23 Capital costs are the costs of building new plants or expanding existing plants. Cost = ( X Capacity ) + Y Unlike fixed and variable O&M costs, capital costs have a minimum associated cost and thus can not be approximated as easily. What to do? Analyze data from previous plant constructions and plant expansions

24 Data we were able to find made no distinctions between electricity plant fuel sources (coal, natural gas, etc) Not including hydro-electric and wind energy Unlike fuels, new electricity plants can be built and are not limited to expansions Minimum cost for new coal and NG plant construction, regardless of capacity ~ 259 million

25 There is no minimum installed capital cost for new wind energy operations Capital cost is a function of capacity where X is the average installed cost per MW Installed cost = 1,750,000 $ MW Cost = X capacity

26 Total Salary = Existing Salaries (2009) + New Salaries New Salaries = New Operation Salaries + New Construction Salaries Operation Salaries = Wages paid to engineers and employees who work to operate and maintain energy creation facilities Example: Plant managers, plant engineers, plant operators, etc Construction Salaries = Wages paid to engineers and employees who work in constructing new energy creation facilities Example: Construction engineers, construction workers, transportation drivers We are evaluating job creation in the state of Oklahoma using total wages paid to Oklahoma workers yearly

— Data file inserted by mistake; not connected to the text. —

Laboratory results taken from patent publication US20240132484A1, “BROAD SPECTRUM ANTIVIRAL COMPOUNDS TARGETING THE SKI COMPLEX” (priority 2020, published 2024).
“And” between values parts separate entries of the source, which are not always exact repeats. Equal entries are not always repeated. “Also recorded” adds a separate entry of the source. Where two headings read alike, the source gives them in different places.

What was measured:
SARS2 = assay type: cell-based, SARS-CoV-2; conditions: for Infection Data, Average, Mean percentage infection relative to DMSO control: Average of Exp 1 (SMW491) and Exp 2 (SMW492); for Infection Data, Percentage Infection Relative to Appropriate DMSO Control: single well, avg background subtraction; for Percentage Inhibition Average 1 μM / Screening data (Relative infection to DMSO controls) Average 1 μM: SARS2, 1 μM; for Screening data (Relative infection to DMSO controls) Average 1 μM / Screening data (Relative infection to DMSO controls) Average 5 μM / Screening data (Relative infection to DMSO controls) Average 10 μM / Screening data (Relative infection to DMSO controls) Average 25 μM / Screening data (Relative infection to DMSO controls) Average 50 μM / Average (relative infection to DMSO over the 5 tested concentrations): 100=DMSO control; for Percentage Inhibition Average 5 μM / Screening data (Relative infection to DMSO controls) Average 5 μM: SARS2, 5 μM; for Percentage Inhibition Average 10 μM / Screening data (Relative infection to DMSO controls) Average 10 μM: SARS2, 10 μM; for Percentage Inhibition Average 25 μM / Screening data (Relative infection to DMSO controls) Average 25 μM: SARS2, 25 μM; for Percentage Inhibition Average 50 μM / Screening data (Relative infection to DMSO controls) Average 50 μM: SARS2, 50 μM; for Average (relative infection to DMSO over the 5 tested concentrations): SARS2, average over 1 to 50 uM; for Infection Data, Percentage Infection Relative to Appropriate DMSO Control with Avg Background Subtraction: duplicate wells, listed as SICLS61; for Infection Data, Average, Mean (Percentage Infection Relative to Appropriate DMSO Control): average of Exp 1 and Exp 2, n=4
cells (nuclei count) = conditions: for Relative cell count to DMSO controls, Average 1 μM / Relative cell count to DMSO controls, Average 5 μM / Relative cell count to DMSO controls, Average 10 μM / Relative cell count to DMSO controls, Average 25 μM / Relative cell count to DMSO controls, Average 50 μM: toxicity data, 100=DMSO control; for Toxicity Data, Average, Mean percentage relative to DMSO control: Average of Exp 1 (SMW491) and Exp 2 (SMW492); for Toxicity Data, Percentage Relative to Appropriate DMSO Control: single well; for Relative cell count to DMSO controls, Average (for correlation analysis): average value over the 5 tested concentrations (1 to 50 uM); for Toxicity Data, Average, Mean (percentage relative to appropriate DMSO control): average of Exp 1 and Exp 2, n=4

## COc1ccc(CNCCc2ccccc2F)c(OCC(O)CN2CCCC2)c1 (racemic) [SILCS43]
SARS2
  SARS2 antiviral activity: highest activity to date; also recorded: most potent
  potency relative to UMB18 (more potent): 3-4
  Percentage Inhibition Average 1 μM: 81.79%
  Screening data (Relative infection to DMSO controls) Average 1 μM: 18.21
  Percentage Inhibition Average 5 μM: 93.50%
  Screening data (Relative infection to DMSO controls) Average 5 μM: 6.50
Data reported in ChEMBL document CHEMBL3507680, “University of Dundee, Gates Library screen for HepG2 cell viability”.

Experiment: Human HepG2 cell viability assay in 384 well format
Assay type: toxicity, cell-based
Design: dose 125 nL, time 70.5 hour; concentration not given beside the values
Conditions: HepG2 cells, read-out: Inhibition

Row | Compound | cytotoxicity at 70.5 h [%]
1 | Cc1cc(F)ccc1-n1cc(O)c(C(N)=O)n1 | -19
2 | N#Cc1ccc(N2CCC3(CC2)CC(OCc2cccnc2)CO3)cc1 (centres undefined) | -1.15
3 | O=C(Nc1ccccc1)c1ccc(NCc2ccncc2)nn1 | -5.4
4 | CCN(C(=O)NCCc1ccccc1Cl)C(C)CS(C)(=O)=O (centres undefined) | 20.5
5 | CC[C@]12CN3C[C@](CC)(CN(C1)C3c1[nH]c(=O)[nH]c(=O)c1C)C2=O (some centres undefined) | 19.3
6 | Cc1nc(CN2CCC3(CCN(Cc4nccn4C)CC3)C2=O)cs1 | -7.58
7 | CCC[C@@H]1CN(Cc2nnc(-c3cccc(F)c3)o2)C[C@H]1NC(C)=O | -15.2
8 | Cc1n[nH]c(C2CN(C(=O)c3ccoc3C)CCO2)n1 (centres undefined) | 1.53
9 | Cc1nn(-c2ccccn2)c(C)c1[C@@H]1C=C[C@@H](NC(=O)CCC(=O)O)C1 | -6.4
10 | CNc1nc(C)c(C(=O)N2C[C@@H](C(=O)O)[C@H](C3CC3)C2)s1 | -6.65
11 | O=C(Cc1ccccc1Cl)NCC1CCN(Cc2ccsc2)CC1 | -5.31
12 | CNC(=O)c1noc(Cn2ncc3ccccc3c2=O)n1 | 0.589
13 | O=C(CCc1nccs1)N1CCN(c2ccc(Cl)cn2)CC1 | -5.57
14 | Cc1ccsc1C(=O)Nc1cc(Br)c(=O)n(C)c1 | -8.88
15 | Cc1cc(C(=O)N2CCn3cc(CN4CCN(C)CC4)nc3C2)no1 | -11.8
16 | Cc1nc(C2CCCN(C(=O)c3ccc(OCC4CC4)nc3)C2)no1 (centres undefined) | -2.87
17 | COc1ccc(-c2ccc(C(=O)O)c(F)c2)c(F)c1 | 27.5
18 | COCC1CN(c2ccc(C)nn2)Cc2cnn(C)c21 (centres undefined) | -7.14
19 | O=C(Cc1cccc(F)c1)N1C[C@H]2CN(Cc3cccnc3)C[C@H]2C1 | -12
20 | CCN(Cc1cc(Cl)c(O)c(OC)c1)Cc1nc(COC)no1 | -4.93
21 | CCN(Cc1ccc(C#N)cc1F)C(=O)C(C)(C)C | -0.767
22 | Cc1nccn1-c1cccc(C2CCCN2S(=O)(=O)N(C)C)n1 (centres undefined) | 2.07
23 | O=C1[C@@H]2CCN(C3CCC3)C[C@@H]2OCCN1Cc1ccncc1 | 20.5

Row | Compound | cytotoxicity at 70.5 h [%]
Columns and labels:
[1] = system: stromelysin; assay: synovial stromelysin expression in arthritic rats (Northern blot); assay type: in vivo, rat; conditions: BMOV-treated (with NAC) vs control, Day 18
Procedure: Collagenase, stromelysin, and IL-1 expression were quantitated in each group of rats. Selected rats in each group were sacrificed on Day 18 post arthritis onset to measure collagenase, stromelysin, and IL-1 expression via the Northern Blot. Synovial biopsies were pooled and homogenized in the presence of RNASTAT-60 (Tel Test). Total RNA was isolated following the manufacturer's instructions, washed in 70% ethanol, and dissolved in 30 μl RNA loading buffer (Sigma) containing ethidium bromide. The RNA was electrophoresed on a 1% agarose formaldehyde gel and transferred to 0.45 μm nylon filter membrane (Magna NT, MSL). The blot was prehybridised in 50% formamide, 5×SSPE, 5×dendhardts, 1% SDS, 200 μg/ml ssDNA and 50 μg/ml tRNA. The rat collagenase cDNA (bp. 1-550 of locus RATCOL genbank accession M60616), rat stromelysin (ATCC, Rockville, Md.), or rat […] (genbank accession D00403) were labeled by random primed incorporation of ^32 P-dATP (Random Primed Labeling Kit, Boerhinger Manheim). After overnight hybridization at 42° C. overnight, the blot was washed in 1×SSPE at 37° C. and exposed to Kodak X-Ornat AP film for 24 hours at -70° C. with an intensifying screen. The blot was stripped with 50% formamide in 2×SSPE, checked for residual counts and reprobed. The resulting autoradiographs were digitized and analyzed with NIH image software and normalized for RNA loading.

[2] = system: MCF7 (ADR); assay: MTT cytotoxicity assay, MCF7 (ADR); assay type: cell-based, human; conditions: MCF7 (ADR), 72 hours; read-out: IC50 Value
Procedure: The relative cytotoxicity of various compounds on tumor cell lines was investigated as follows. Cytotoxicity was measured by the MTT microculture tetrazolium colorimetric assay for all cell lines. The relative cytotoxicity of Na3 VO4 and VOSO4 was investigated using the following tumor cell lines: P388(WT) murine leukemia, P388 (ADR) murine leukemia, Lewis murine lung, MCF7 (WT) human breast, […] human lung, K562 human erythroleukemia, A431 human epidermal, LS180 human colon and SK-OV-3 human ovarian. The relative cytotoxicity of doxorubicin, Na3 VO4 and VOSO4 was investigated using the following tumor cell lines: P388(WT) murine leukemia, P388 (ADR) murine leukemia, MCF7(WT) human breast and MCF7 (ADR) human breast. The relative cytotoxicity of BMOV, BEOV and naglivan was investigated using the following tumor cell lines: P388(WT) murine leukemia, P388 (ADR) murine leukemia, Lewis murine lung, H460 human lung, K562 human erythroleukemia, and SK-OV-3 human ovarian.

27 From Perrys Chemical Engineers Handbook Plant construction costs as % of total plant installation cost (total capital) Construction Labor Expenses34% Construction Material Expenses66% Total Expenses (total capital cost) 100%